let $H(x)=\int_{3}^{x^2} (\sin t)^3 dt$. Find $H'(x)$.

I understand that this question is related to the fundamental theorem of calculus, but how should I approach it?

  • $\begingroup$ It is a little hard to read your integrand, however you should understand my answer. $\endgroup$ – Will Fisher Jul 25 '16 at 19:21
  • $\begingroup$ @gbox I reformatted the equation; did I do it right? $\endgroup$ – Matthew Leingang Jul 25 '16 at 19:23
  • $\begingroup$ @MatthewLeingang edited $\endgroup$ – gbox Jul 25 '16 at 19:24

Notice that by the fundamental theorem of calculus we have that if $$f(x)=\int_a^xg(t)dt$$ Then $$f'(x)=g(x)$$ So here we just have to apply the chain rule because if $$f(x)=\int_a^{h(x)}g(t)dt$$ Then $$f'(x)=g(h(x))h'(x)$$ So your answer is $$H'(x)=2x\sin^3(x^2)$$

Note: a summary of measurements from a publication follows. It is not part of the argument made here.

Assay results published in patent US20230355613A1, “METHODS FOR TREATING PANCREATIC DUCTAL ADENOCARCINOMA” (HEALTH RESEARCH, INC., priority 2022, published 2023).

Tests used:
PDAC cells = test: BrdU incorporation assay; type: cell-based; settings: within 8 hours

• $\begingroup$ Why do we help the chain rule? $\endgroup$ – gbox Jul 25 '16 at 19:27
  • $\begingroup$ Let $$f(x)=\int_3^x\sin^3(t)dt$$ then we have that $H(x)=f(x^2)$ hence we use the chain rule. $\endgroup$ – Will Fisher Jul 25 '16 at 19:30
  • $\begingroup$ Did that answer your question? @gbox $\endgroup$ – Will Fisher Jul 25 '16 at 19:53

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